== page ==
The following excerpt is from Chapter 6 of the MCSE Exam Cram 2 book "Designing security for a Microsoft Windows Server 2003 network" written by Ed Tittel, courtesy of Sams Publishing. Click to purchase, check out the complete book excerpt series or go straight to the practice exam if you think you're ready to be tested.
Analyzing auditing requirements
You need to be selective when auditing anything on a computer. Remember that auditing consumes resources. Furthermore, if you audit too much, the review of the security logs consumes a tremendous amount of human resources. Having said that, you can audit specific files and folders to determine who is accessing or changing information in them. Remember that all auditing is local; therefore, you have to set the auditing policy on the computer on which you want the auditing to occur. This can be accomplished through the Local Security Policy settings on the computer or through Group Policy, as shown in Figure 6.7.
Figure 6.7: You can set the audit policy for a computer through the Local Security Policy settings of the computer itself or through Group Policy.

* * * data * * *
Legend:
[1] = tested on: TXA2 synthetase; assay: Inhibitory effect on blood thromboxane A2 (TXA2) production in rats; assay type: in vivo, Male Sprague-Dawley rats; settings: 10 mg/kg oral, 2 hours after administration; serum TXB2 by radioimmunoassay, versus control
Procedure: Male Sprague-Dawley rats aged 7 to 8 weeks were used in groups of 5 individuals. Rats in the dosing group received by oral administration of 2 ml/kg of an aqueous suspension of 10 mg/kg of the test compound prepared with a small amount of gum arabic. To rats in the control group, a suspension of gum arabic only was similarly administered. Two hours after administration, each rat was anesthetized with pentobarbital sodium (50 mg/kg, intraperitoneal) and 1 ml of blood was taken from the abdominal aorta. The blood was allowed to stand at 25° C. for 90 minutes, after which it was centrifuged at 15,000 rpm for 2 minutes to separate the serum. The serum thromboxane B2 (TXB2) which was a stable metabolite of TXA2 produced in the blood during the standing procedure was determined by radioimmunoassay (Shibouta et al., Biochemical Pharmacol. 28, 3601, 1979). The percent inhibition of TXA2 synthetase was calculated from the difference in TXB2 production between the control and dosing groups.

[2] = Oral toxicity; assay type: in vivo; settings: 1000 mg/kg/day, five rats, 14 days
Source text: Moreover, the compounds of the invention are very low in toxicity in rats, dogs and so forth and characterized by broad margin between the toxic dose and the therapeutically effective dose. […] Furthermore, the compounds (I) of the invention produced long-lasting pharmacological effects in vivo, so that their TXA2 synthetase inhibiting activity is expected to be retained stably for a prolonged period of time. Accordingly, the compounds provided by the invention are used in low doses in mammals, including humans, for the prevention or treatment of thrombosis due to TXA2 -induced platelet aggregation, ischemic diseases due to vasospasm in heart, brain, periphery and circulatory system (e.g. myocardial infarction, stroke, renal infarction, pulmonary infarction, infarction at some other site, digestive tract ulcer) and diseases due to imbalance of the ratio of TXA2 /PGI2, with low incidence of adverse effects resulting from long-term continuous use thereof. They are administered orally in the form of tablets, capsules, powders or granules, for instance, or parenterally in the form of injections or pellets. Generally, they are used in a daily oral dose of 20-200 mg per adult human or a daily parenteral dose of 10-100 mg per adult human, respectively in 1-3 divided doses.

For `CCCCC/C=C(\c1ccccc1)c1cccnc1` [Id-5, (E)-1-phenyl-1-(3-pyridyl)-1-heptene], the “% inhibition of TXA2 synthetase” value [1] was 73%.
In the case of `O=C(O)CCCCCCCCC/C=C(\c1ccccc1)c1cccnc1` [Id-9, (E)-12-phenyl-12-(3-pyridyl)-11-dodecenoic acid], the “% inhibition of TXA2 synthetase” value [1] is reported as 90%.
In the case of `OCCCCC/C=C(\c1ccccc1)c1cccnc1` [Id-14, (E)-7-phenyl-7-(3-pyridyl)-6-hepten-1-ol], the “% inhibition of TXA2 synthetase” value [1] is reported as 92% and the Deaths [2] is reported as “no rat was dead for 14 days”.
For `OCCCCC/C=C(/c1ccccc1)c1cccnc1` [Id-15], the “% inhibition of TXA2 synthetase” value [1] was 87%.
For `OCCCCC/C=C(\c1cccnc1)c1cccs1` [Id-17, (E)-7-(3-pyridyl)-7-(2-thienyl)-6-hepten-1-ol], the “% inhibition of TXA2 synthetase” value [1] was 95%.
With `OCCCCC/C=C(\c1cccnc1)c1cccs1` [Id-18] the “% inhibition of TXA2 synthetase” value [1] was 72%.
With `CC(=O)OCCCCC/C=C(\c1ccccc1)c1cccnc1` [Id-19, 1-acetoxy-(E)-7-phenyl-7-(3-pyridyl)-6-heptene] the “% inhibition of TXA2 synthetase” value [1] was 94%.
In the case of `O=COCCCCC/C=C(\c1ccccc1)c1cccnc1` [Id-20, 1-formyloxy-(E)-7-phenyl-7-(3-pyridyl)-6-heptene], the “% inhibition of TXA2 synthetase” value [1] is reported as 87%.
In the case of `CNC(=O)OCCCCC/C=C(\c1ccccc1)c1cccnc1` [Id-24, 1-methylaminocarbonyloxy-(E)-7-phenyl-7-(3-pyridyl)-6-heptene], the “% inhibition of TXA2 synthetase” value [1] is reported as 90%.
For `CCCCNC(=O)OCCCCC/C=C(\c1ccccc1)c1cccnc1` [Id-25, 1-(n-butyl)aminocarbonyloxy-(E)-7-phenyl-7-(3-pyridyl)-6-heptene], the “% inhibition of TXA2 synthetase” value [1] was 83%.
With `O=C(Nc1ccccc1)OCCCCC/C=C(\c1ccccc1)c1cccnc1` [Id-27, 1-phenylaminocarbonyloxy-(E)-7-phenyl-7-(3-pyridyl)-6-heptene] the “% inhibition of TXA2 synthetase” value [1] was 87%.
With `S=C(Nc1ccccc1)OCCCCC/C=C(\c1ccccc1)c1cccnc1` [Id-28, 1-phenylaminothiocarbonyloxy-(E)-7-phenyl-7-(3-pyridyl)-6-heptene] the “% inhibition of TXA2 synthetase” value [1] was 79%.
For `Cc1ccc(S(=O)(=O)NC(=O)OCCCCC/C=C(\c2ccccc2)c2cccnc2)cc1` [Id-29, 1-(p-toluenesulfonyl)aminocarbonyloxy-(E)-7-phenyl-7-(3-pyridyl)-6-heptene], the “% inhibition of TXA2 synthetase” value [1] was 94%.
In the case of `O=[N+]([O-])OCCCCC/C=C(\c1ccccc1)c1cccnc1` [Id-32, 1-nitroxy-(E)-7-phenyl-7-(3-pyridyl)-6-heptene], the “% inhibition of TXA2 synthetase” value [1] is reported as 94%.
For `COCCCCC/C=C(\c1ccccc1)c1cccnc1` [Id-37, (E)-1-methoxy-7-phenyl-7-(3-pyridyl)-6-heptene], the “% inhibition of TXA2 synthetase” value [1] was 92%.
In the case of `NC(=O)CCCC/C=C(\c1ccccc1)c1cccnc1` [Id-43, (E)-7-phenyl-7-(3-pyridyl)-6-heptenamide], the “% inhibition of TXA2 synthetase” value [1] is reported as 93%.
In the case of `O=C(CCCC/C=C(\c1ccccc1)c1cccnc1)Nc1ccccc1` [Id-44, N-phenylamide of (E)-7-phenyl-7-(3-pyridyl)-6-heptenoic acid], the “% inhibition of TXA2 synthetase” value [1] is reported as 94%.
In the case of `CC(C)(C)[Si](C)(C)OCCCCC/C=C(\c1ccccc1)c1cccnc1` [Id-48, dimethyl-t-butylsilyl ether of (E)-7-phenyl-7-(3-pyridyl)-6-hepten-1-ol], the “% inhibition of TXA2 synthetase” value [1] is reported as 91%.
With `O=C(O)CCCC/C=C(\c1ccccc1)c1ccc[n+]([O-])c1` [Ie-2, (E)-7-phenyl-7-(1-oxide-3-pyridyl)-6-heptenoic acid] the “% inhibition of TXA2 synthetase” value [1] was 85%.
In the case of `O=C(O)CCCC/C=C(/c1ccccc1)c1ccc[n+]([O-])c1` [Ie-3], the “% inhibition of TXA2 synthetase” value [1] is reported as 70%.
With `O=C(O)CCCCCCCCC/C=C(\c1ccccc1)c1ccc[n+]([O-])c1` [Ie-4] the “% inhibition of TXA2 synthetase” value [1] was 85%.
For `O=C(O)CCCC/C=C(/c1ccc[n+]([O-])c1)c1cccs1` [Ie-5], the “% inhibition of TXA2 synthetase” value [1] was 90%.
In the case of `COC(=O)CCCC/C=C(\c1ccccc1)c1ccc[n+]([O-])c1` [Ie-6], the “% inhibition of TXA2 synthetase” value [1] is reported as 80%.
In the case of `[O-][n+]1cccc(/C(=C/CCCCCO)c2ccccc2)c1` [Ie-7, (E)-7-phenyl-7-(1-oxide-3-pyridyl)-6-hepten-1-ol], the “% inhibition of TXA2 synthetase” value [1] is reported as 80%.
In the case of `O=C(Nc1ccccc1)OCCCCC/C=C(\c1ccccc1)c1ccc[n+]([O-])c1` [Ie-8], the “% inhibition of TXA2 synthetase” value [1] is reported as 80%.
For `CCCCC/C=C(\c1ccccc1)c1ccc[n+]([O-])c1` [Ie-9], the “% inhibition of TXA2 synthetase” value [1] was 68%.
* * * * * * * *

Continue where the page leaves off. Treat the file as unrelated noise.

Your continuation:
You need to be familiar with the following settings in regard to auditing files and folders:
- Auditing object access
- Setting auditing entries on the resource
Auditing object access
This setting combines with the individual audit setting on the SACL of the file, folder, Registry key, or other resource on which you have applied audit settings. If you select this setting, the system examines the SACLs of all resources to determine whether auditing is required.
Setting auditing entries on the resource
After you have set the audit policy to Audit Object Access, you can then set the resources themselves to be audited. You can determine which users or groups you will audit for each resource. In this way, you can create an audit report that gives you the information that you need without having so much information so as to become unusable.
You can set the audit entries in the Advanced options of the Security tab for the object to be audited, as shown in Figure 6.8. This creates a SACL that the system automatically tracks and uses to create the entries for you in the security log of Event Viewer. If you choose, you can audit an entire hierarchy of folders by allowing the audit entries to propagate from the parent object to the child objects.
Figure 6.8: You can set audit entries in the Advanced options of the Security tab.
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This was first published in October 2004